Recently a network news anchor disclosed being made uncomfortable by the millions of Americans who chose to wear flag lapel pins after the terrorist attacks on September 11, 2001. Because the anchor’s statement is beyond comprehension and beneath contempt, I’ll save my comments for another day. But it does serve as a jumping off point for a discussion about wearing the flag.
Wearing the flag as a lapel pin is in fact, one of the few ways to “wear the flag” that is permitted by the U.S. Flag Code. Many people want to wear the flag in some form, as an unmistakable sign of their love and affection for their country and the flag. However, the flag code is quite specific regarding the display of the flag, and especially the wearing of the flag.
The flag transcends clothing
The flag of the United States of America transcends mere clothing. Not only should the flag itself never be used as an article of clothing, but the image of the flag should never be reproduced on clothing. It should never be printed on anything ephemeral.
Our nation’s greatest sorrow is to lay the flag across the coffins of our veterans and others who have given their lives for our safety. It is also the greatest honor we bestow upon them. What does this honor mean if we dishonor the flag by printing it on paper napkins, t-shirts, or wearing the flag as a cape?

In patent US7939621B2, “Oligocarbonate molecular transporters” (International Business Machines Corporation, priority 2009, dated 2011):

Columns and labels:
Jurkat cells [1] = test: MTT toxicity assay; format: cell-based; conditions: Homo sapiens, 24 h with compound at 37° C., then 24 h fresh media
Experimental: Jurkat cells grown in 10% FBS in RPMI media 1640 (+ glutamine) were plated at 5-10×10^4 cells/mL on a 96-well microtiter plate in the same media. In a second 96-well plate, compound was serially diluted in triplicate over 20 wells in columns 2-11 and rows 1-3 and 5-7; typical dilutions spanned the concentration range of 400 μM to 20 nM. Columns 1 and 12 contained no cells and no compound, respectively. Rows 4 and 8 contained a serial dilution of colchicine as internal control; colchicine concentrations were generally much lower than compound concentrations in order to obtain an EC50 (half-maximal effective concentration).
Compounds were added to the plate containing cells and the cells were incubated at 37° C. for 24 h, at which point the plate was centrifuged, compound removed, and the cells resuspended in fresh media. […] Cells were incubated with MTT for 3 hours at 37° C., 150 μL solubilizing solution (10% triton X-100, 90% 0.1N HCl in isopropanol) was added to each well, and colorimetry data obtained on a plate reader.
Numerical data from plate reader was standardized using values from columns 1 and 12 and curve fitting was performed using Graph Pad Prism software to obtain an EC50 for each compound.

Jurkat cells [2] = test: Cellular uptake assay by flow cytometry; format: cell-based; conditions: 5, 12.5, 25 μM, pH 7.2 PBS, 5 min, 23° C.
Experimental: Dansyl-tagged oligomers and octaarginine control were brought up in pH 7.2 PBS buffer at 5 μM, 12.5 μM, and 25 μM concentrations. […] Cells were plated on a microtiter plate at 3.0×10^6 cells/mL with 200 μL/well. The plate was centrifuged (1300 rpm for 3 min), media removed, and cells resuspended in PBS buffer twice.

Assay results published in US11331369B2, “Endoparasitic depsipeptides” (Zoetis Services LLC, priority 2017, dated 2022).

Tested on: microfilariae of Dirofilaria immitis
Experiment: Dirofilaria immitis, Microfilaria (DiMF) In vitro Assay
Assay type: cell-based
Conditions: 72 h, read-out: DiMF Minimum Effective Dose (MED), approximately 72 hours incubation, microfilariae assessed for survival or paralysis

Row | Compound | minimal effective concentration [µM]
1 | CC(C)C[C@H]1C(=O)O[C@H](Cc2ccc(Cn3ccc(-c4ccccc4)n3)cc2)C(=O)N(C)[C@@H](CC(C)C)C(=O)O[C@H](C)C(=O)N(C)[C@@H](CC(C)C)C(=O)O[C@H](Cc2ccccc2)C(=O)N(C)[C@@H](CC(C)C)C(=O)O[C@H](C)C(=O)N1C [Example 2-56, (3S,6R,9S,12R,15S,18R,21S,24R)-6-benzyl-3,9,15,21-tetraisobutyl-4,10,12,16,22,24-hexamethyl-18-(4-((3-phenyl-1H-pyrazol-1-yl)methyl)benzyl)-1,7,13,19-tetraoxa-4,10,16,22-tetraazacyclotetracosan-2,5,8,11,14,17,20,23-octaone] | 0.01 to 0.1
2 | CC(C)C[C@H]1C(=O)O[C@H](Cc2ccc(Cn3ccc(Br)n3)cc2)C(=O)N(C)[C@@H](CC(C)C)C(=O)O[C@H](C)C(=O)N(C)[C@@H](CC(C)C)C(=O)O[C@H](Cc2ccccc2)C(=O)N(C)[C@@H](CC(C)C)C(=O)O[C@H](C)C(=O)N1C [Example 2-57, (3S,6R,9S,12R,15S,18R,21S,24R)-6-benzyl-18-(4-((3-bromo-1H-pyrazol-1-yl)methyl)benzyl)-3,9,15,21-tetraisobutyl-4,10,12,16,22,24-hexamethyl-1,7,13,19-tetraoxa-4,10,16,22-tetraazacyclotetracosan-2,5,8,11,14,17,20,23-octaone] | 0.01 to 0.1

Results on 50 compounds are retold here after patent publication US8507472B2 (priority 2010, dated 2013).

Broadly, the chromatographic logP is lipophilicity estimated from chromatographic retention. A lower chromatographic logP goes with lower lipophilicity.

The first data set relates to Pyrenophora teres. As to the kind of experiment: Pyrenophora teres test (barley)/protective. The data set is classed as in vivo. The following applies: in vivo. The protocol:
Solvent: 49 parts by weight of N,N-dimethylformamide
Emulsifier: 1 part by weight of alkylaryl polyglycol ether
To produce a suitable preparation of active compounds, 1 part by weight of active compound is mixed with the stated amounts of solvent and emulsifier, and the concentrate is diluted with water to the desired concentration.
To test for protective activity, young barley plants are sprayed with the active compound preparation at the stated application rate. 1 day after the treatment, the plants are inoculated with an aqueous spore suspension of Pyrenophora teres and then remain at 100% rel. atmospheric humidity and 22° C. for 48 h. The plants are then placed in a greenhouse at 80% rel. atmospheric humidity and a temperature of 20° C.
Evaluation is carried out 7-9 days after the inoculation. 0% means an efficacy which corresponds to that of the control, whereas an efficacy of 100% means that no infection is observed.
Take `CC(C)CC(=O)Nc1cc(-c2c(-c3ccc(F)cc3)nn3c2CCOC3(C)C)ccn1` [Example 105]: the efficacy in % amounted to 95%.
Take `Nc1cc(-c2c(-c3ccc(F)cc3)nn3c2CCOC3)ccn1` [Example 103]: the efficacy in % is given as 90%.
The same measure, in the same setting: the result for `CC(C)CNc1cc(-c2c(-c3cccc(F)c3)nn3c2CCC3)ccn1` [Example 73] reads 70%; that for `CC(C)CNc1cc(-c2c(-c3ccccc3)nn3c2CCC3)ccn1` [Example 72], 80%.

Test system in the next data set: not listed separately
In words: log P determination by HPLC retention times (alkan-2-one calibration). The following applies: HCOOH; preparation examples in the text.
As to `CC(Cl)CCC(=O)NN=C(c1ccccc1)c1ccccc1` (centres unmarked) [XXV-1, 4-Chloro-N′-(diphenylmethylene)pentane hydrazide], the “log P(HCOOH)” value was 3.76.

So who gets to wear the flag?
Section 8(j) of the flag code says: “No part of the flag should ever be used as a costume or athletic uniform. However, a flag patch may be affixed to the uniform of military personnel, firemen, policemen, and members of patriotic organizations. The flag represents a living country and is itself considered a living thing. Therefore, the lapel flag pin being a replica, should be worn on the left lapel near the heart.”
To summarize, the flag, in the form of a patch, may be worn by those in uniform, and members of patriotic organizations. Here is my simple rule for “wearing the flag.”
If, when you die, someone from city, state, federal government, or patriotic organization gives your family a flag to lay over your coffin, then you get to wear a flag patch while you are alive.
For the rest of us, we can wear it as a pin, over the heart.
All of the photographs shown below are violations of the U.S. Flag Code.